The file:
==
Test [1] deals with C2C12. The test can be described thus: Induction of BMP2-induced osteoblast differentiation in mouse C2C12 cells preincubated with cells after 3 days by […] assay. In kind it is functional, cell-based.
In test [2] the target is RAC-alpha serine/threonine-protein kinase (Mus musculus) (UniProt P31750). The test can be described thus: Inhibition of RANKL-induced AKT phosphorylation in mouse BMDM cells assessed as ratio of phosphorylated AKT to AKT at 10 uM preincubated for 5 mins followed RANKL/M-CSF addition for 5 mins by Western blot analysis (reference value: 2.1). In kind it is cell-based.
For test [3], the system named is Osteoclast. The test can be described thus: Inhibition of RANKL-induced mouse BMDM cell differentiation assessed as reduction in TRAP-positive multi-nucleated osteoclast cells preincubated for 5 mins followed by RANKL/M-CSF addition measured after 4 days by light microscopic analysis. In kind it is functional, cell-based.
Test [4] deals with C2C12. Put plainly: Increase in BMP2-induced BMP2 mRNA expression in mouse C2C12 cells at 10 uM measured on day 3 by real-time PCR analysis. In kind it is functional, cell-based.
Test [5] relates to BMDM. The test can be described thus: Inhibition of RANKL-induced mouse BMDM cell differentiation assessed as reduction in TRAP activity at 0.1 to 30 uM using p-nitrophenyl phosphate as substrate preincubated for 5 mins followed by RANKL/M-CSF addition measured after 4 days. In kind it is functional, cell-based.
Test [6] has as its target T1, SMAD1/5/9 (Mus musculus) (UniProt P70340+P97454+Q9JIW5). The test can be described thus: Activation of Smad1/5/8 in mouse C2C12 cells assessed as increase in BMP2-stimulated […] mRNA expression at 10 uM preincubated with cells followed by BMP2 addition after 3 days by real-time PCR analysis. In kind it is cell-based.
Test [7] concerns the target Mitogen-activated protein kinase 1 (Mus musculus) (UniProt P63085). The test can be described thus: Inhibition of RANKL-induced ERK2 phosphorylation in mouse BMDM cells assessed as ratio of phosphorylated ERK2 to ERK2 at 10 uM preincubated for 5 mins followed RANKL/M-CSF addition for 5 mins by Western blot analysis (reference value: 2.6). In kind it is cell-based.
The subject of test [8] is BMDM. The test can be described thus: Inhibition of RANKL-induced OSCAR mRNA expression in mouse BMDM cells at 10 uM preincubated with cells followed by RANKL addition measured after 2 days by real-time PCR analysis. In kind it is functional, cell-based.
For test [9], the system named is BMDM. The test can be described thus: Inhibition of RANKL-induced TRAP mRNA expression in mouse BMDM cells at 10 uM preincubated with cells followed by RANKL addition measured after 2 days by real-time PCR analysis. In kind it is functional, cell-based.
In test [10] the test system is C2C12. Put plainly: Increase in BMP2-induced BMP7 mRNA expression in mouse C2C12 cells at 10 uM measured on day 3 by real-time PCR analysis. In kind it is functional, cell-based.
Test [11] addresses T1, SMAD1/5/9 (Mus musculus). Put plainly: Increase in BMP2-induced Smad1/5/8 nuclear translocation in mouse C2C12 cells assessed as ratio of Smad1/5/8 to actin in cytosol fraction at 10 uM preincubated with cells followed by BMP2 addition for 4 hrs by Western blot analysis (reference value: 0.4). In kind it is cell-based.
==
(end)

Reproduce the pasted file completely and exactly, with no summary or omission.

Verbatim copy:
Test [1] deals with C2C12. The test can be described thus: Induction of BMP2-induced osteoblast differentiation in mouse C2C12 cells preincubated with cells after 3 days by […] assay. In kind it is functional, cell-based.
In test [2] the target is RAC-alpha serine/threonine-protein kinase (Mus musculus) (UniProt P31750). The test can be described thus: Inhibition of RANKL-induced AKT phosphorylation in mouse BMDM cells assessed as ratio of phosphorylated AKT to AKT at 10 uM preincubated for 5 mins followed RANKL/M-CSF addition for 5 mins by Western blot analysis (reference value: 2.1). In kind it is cell-based.
For test [3], the system named is Osteoclast. The test can be described thus: Inhibition of RANKL-induced mouse BMDM cell differentiation assessed as reduction in TRAP-positive multi-nucleated osteoclast cells preincubated for 5 mins followed by RANKL/M-CSF addition measured after 4 days by light microscopic analysis. In kind it is functional, cell-based.
Test [4] deals with C2C12. Put plainly: Increase in BMP2-induced BMP2 mRNA expression in mouse C2C12 cells at 10 uM measured on day 3 by real-time PCR analysis. In kind it is functional, cell-based.
Test [5] relates to BMDM. The test can be described thus: Inhibition of RANKL-induced mouse BMDM cell differentiation assessed as reduction in TRAP activity at 0.1 to 30 uM using p-nitrophenyl phosphate as substrate preincubated for 5 mins followed by RANKL/M-CSF addition measured after 4 days. In kind it is functional, cell-based.
Test [6] has as its target T1, SMAD1/5/9 (Mus musculus) (UniProt P70340+P97454+Q9JIW5). The test can be described thus: Activation of Smad1/5/8 in mouse C2C12 cells assessed as increase in BMP2-stimulated […] mRNA expression at 10 uM preincubated with cells followed by BMP2 addition after 3 days by real-time PCR analysis. In kind it is cell-based.
Test [7] concerns the target Mitogen-activated protein kinase 1 (Mus musculus) (UniProt P63085). The test can be described thus: Inhibition of RANKL-induced ERK2 phosphorylation in mouse BMDM cells assessed as ratio of phosphorylated ERK2 to ERK2 at 10 uM preincubated for 5 mins followed RANKL/M-CSF addition for 5 mins by Western blot analysis (reference value: 2.6). In kind it is cell-based.
The subject of test [8] is BMDM. The test can be described thus: Inhibition of RANKL-induced OSCAR mRNA expression in mouse BMDM cells at 10 uM preincubated with cells followed by RANKL addition measured after 2 days by real-time PCR analysis. In kind it is functional, cell-based.
For test [9], the system named is BMDM. The test can be described thus: Inhibition of RANKL-induced TRAP mRNA expression in mouse BMDM cells at 10 uM preincubated with cells followed by RANKL addition measured after 2 days by real-time PCR analysis. In kind it is functional, cell-based.
In test [10] the test system is C2C12. Put plainly: Increase in BMP2-induced BMP7 mRNA expression in mouse C2C12 cells at 10 uM measured on day 3 by real-time PCR analysis. In kind it is functional, cell-based.
Test [11] addresses T1, SMAD1/5/9 (Mus musculus). Put plainly: Increase in BMP2-induced Smad1/5/8 nuclear translocation in mouse C2C12 cells assessed as ratio of Smad1/5/8 to actin in cytosol fraction at 10 uM preincubated with cells followed by BMP2 addition for 4 hrs by Western blot analysis (reference value: 0.4). In kind it is cell-based.